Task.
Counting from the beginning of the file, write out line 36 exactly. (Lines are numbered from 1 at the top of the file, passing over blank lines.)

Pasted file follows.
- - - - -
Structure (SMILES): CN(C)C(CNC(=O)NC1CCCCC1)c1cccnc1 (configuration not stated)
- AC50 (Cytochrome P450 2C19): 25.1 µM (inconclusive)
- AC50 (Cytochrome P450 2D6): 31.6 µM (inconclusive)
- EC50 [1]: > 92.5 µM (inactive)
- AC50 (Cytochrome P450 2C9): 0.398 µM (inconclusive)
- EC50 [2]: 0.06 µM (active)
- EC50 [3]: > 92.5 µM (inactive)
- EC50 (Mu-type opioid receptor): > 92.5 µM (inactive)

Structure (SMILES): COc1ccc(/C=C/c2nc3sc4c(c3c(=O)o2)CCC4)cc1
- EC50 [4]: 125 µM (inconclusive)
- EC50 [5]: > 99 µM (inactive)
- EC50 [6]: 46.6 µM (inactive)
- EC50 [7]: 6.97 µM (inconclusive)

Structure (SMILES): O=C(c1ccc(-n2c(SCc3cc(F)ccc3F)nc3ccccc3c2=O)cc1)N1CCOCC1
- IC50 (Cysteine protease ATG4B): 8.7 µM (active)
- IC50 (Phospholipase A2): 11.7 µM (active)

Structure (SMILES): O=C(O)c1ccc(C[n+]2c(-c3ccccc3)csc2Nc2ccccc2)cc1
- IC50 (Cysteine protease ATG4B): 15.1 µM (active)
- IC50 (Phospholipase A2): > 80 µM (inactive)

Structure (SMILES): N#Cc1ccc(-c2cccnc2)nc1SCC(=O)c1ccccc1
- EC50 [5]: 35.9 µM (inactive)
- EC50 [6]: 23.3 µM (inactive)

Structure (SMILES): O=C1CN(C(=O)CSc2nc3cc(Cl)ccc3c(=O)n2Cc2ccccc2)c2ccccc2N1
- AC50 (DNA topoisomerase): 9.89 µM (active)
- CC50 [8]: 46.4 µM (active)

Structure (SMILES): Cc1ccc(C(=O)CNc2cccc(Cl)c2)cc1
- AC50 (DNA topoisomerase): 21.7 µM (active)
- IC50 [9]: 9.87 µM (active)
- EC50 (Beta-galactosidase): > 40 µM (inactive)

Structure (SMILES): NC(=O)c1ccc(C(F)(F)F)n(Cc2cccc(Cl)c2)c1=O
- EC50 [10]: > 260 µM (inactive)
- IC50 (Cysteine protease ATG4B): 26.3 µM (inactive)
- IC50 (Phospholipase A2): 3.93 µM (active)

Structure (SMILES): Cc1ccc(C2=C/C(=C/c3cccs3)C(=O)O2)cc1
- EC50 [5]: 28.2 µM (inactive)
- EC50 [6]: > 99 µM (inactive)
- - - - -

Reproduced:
- EC50 [6]: > 99 µM (inactive)